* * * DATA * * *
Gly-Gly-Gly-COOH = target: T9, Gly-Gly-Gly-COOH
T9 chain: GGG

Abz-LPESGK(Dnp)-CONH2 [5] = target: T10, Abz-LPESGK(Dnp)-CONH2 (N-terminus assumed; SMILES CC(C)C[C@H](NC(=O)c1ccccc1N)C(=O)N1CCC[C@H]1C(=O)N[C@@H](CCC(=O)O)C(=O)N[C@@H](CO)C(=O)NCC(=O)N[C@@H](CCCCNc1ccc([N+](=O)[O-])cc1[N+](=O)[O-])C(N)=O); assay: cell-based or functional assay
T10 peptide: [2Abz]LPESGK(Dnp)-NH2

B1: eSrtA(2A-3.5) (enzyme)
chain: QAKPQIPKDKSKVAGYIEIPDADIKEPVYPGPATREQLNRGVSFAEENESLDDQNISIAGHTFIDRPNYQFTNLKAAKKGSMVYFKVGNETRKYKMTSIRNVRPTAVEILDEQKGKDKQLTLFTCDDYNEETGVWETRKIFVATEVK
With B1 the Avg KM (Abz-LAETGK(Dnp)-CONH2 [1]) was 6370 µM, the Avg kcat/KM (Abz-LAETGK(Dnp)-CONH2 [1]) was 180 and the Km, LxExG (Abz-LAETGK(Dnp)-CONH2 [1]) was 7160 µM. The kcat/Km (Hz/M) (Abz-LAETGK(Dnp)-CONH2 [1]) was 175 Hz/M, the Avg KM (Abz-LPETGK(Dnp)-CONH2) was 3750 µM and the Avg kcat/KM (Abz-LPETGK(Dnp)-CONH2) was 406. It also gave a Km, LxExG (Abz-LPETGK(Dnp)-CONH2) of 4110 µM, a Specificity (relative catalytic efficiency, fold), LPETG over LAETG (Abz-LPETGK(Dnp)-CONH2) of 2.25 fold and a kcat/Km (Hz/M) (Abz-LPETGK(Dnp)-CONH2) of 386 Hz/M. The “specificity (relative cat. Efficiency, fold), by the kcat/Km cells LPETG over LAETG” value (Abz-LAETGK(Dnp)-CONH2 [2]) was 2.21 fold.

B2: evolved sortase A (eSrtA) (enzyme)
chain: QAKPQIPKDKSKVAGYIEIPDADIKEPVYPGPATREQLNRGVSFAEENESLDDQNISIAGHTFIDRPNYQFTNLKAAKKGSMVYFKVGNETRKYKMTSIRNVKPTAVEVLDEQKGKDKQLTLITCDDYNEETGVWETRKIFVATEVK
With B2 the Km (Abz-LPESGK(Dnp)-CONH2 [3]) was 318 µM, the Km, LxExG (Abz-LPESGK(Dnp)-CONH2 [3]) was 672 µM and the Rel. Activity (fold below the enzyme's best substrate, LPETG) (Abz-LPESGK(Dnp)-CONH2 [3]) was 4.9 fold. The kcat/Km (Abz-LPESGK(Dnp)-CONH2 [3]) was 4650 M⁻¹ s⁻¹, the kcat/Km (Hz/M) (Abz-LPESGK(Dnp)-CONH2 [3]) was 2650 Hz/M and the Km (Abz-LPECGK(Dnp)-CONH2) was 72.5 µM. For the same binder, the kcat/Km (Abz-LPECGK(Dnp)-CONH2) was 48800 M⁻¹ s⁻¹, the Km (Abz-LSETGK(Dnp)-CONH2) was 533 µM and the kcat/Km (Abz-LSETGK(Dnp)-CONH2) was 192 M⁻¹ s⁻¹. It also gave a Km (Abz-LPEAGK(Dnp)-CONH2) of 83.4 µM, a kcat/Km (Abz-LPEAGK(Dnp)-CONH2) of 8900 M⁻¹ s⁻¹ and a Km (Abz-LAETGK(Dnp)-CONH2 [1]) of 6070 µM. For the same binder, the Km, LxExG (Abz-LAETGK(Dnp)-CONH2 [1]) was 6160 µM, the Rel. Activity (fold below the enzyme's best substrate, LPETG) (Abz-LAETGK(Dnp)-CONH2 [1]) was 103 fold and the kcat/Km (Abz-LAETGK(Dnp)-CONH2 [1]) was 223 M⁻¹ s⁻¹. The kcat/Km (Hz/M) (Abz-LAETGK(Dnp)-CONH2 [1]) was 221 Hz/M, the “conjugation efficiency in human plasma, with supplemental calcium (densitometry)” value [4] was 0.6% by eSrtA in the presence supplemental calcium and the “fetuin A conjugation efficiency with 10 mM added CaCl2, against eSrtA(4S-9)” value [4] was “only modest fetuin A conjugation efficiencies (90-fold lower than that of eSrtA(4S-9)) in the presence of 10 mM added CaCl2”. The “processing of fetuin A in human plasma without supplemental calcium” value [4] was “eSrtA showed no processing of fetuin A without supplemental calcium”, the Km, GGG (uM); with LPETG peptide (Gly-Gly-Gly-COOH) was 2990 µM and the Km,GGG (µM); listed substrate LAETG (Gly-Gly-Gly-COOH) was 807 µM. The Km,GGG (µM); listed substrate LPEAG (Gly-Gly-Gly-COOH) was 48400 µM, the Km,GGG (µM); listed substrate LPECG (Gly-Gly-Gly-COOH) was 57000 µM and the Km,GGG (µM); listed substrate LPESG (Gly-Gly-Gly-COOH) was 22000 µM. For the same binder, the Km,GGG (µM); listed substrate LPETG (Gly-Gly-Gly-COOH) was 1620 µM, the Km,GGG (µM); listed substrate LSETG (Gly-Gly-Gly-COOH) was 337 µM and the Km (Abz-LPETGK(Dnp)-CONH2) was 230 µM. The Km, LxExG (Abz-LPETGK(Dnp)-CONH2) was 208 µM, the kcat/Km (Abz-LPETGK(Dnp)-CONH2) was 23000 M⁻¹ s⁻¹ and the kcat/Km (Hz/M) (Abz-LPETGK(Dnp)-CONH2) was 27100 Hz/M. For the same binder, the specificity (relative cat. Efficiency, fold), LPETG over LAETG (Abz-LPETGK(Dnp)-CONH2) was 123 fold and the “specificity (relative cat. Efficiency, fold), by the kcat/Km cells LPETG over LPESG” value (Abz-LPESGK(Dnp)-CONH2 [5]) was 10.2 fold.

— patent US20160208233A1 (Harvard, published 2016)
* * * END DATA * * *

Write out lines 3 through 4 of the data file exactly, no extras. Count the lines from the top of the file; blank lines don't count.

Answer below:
Abz-LPESGK(Dnp)-CONH2 [5] = target: T10, Abz-LPESGK(Dnp)-CONH2 (N-terminus assumed; SMILES CC(C)C[C@H](NC(=O)c1ccccc1N)C(=O)N1CCC[C@H]1C(=O)N[C@@H](CCC(=O)O)C(=O)N[C@@H](CO)C(=O)NCC(=O)N[C@@H](CCCCNc1ccc([N+](=O)[O-])cc1[N+](=O)[O-])C(N)=O); assay: cell-based or functional assay
T10 peptide: [2Abz]LPESGK(Dnp)-NH2